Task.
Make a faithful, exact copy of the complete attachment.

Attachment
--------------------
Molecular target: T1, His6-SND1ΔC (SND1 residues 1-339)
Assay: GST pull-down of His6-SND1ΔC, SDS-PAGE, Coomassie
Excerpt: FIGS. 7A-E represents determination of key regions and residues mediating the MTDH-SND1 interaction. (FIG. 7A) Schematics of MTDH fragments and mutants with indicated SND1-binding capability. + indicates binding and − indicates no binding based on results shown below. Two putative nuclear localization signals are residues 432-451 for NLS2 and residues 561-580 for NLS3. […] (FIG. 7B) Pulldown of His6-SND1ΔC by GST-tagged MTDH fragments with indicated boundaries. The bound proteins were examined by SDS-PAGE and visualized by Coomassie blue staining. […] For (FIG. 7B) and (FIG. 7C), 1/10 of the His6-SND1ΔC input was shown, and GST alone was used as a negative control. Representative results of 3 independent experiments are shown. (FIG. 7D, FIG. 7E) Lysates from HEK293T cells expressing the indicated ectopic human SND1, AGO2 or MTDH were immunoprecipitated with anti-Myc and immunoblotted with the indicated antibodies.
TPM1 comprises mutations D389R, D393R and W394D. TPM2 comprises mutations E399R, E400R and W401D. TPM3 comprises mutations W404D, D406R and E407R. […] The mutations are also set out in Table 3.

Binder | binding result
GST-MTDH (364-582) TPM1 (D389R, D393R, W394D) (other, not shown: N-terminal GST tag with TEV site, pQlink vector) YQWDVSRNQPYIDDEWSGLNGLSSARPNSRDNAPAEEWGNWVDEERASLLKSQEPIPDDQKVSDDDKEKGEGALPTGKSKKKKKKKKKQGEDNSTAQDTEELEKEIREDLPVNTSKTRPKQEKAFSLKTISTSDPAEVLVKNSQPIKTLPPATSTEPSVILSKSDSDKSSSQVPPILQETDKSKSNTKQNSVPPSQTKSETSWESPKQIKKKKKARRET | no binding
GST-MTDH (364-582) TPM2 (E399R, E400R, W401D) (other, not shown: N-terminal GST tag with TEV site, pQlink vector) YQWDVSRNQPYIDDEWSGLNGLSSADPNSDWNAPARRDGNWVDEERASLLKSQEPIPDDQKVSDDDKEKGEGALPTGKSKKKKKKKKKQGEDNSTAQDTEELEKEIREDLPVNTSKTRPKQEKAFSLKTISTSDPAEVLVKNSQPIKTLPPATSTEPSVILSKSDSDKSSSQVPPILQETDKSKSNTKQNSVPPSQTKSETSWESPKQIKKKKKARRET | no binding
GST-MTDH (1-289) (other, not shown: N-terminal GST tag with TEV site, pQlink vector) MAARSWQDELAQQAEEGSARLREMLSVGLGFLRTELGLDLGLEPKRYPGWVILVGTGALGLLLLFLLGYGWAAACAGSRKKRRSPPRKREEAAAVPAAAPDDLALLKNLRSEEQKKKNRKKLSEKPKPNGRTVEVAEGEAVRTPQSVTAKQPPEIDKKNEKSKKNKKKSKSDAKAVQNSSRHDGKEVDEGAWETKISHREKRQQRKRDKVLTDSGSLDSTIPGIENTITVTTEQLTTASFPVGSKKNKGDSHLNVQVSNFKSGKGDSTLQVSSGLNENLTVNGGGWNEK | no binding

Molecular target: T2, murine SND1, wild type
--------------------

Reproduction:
Molecular target: T1, His6-SND1ΔC (SND1 residues 1-339)
Assay: GST pull-down of His6-SND1ΔC, SDS-PAGE, Coomassie
Excerpt: FIGS. 7A-E represents determination of key regions and residues mediating the MTDH-SND1 interaction. (FIG. 7A) Schematics of MTDH fragments and mutants with indicated SND1-binding capability. + indicates binding and − indicates no binding based on results shown below. Two putative nuclear localization signals are residues 432-451 for NLS2 and residues 561-580 for NLS3. […] (FIG. 7B) Pulldown of His6-SND1ΔC by GST-tagged MTDH fragments with indicated boundaries. The bound proteins were examined by SDS-PAGE and visualized by Coomassie blue staining. […] For (FIG. 7B) and (FIG. 7C), 1/10 of the His6-SND1ΔC input was shown, and GST alone was used as a negative control. Representative results of 3 independent experiments are shown. (FIG. 7D, FIG. 7E) Lysates from HEK293T cells expressing the indicated ectopic human SND1, AGO2 or MTDH were immunoprecipitated with anti-Myc and immunoblotted with the indicated antibodies.
TPM1 comprises mutations D389R, D393R and W394D. TPM2 comprises mutations E399R, E400R and W401D. TPM3 comprises mutations W404D, D406R and E407R. […] The mutations are also set out in Table 3.

Binder | binding result
GST-MTDH (364-582) TPM1 (D389R, D393R, W394D) (other, not shown: N-terminal GST tag with TEV site, pQlink vector) YQWDVSRNQPYIDDEWSGLNGLSSARPNSRDNAPAEEWGNWVDEERASLLKSQEPIPDDQKVSDDDKEKGEGALPTGKSKKKKKKKKKQGEDNSTAQDTEELEKEIREDLPVNTSKTRPKQEKAFSLKTISTSDPAEVLVKNSQPIKTLPPATSTEPSVILSKSDSDKSSSQVPPILQETDKSKSNTKQNSVPPSQTKSETSWESPKQIKKKKKARRET | no binding
GST-MTDH (364-582) TPM2 (E399R, E400R, W401D) (other, not shown: N-terminal GST tag with TEV site, pQlink vector) YQWDVSRNQPYIDDEWSGLNGLSSADPNSDWNAPARRDGNWVDEERASLLKSQEPIPDDQKVSDDDKEKGEGALPTGKSKKKKKKKKKQGEDNSTAQDTEELEKEIREDLPVNTSKTRPKQEKAFSLKTISTSDPAEVLVKNSQPIKTLPPATSTEPSVILSKSDSDKSSSQVPPILQETDKSKSNTKQNSVPPSQTKSETSWESPKQIKKKKKARRET | no binding
GST-MTDH (1-289) (other, not shown: N-terminal GST tag with TEV site, pQlink vector) MAARSWQDELAQQAEEGSARLREMLSVGLGFLRTELGLDLGLEPKRYPGWVILVGTGALGLLLLFLLGYGWAAACAGSRKKRRSPPRKREEAAAVPAAAPDDLALLKNLRSEEQKKKNRKKLSEKPKPNGRTVEVAEGEAVRTPQSVTAKQPPEIDKKNEKSKKNKKKSKSDAKAVQNSSRHDGKEVDEGAWETKISHREKRQQRKRDKVLTDSGSLDSTIPGIENTITVTTEQLTTASFPVGSKKNKGDSHLNVQVSNFKSGKGDSTLQVSSGLNENLTVNGGGWNEK | no binding

Molecular target: T2, murine SND1, wild type